Dave: It’s a whole ‘nother world. Knowing two different cities [Denver and Pittsburgh], DC strikes me as a wine or a cocktail city. Coming from Denver, one of the Mecca’s of craft beer, there’s been a bit of culture shock. They drink craft beer in Denver like they drink pop here. Pittsburg is a beer town in that it’s a blue collar beer town, but it’s not necessarily craft beer. Iron City, Budweiser, MillerCoors or Yuengling; Yuengling has the price parity but it’s obviously a bit better than Miller and Coors. Craft beer is growing in Pittsburg. But so far in my humble month here, I don’t feel like its growing as fast [in DC] as it is on the rest of the East Coast. Capital City, Sweetwater and the Chophouse, these brewers do a great job, but compared to other cities we’re looking forward to greater change.


Mike S: Something we’ve noticed at dcbeer is that they get Craft Beer Week in Boulder. All over Colorado for that matter. So for us in the DC area, there’s more of an uphill climb when it comes to advocating for craft beer.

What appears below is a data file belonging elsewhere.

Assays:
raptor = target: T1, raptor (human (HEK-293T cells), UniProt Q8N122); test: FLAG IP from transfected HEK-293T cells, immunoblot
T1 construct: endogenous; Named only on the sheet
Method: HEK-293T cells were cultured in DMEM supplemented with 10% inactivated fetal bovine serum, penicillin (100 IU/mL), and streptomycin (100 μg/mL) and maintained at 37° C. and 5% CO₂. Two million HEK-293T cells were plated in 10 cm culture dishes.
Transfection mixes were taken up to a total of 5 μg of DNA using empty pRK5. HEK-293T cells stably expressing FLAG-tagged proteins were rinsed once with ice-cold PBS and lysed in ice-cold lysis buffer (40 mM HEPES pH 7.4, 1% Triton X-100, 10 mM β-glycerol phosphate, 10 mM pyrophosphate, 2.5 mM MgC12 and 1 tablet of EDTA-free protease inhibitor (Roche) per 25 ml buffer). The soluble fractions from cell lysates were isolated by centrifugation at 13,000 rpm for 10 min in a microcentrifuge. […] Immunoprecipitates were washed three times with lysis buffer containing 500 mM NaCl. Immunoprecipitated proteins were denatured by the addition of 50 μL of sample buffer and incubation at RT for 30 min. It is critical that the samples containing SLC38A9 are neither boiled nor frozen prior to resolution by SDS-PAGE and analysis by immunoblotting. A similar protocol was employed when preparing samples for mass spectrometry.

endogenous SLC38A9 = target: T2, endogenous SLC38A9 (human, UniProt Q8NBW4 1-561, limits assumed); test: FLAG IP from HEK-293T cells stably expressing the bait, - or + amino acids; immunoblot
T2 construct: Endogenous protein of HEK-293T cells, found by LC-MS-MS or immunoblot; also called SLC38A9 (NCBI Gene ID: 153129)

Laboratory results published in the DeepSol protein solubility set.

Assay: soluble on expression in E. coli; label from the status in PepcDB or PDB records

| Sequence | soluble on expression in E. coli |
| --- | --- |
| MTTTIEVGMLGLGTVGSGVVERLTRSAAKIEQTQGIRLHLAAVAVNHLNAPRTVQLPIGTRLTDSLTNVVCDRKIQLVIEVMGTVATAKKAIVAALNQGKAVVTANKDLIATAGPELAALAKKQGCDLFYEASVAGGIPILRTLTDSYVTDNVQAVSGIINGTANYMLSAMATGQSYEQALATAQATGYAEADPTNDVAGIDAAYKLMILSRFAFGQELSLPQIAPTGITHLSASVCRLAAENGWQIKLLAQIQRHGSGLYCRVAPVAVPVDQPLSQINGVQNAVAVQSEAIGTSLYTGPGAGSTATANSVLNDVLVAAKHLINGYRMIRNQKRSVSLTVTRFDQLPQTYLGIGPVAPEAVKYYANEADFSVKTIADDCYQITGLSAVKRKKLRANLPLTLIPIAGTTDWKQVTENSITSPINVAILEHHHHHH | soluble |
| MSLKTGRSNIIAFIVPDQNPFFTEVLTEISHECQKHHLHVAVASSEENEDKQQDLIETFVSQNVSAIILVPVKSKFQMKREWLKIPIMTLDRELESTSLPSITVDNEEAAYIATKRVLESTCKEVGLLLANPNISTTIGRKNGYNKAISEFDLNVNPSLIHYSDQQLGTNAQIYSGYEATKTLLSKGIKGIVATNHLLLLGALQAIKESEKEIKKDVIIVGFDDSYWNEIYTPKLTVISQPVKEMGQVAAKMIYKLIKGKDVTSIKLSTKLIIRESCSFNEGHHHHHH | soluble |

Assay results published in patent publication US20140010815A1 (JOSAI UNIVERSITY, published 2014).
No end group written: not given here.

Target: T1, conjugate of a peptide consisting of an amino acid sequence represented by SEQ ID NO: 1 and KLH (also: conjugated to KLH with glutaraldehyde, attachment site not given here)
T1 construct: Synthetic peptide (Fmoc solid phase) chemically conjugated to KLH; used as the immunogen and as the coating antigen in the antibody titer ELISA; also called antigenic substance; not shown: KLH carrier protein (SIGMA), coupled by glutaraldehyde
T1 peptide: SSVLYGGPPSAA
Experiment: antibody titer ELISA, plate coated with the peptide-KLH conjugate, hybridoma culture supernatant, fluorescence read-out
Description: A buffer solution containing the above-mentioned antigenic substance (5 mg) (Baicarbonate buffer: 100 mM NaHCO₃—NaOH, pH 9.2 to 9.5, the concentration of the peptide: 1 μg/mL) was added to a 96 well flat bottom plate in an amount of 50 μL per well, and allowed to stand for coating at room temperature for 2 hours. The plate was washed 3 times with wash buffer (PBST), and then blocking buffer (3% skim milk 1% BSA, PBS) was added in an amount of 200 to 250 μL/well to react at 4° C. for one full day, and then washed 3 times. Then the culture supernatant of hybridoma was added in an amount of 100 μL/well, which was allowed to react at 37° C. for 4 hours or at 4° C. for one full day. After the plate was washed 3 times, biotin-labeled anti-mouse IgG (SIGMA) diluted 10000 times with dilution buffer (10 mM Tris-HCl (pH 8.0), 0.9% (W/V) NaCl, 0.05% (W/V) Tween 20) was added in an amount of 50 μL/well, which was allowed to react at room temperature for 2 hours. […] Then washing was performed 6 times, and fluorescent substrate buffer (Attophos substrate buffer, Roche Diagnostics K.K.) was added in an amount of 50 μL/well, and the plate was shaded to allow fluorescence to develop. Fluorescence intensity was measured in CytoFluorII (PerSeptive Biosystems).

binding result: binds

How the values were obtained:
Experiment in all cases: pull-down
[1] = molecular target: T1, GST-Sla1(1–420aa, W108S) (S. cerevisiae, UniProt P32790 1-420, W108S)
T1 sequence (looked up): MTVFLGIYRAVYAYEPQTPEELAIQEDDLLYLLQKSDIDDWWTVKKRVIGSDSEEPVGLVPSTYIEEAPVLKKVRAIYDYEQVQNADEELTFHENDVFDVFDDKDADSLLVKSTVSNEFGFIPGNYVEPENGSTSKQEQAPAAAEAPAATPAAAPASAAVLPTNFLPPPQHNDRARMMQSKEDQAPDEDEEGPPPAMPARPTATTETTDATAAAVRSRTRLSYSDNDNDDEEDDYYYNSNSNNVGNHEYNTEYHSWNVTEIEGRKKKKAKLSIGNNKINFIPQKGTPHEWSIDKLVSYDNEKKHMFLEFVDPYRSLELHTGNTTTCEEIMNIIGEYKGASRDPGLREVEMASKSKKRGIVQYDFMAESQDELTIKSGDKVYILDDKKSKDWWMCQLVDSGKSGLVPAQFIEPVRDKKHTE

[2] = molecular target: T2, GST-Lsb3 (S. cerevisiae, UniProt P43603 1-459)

Dave: There’s a culture in this city that has more of a focus on cocktails and wine but with Craft Beer Week we’re hoping to change that. The folks here at the bar sitting down with a cask ale, they get craft beer. So Craft Beer Week is not so much for them. But this week is for raising awareness to the Miller Lite and Coors Light drinkers and also the wine drinkers and the cocktails drinkers just to get craft beer in their hands. Each day we feature a different beer and we really push the servers to get samples out to everybody, especially the wine drinkers. This is the first year that Rock Bottom has participated in Craft Beer Week, so we’re gauging the success. The success isn’t going to be completely tangible. Unless someone comes up to me and says “Hey I’ve been drinking cranberry and vodka for years and I had your hefeweizen and it is delicious.” That’s the ideal situation but how often is that going to happen?